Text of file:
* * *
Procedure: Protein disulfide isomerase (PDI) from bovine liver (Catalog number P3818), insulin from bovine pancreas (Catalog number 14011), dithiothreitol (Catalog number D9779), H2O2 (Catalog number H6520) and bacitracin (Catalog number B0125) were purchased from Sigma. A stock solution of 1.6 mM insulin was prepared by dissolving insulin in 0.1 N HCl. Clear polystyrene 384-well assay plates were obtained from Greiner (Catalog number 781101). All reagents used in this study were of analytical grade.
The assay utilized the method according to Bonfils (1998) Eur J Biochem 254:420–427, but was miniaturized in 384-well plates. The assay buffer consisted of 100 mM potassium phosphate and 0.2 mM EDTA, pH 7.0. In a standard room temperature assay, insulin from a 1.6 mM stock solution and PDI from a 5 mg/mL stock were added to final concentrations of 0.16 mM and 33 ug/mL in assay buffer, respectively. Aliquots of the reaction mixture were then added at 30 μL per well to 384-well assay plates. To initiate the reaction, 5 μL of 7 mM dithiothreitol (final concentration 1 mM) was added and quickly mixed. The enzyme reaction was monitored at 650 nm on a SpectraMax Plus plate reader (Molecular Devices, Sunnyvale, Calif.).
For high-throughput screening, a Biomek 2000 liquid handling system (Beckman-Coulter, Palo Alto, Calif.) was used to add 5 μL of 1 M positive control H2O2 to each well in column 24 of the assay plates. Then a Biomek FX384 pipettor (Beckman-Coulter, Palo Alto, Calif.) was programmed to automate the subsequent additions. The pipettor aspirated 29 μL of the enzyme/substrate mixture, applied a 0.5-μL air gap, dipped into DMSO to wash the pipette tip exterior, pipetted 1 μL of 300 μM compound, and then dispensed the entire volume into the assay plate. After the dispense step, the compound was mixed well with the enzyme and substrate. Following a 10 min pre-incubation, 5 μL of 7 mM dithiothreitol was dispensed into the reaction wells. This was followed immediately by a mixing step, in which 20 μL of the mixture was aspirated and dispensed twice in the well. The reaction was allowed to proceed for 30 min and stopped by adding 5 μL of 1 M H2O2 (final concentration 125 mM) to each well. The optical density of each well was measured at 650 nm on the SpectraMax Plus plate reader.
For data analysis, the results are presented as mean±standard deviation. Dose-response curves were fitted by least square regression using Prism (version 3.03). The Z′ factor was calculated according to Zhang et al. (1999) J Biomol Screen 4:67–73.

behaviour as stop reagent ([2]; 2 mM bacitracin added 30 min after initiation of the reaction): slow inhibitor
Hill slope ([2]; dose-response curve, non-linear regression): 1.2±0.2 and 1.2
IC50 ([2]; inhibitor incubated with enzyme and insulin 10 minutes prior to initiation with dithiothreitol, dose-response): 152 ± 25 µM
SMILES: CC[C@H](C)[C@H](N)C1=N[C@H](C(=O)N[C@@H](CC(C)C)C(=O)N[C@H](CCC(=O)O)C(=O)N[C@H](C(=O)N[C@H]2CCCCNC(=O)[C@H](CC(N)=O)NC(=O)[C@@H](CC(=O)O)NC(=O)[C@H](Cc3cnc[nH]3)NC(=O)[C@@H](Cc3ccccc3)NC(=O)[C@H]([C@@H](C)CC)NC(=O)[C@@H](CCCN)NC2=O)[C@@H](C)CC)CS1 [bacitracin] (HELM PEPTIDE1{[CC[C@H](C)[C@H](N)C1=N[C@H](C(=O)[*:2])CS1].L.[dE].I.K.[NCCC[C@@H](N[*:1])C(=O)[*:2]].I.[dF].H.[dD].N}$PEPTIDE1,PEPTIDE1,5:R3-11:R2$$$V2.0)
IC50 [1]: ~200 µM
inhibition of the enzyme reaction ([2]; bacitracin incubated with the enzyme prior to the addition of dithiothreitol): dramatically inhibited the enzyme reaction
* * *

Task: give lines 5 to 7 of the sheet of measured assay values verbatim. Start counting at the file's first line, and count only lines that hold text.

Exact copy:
behaviour as stop reagent ([2]; 2 mM bacitracin added 30 min after initiation of the reaction): slow inhibitor
Hill slope ([2]; dose-response curve, non-linear regression): 1.2±0.2 and 1.2
IC50 ([2]; inhibitor incubated with enzyme and insulin 10 minutes prior to initiation with dithiothreitol, dose-response): 152 ± 25 µM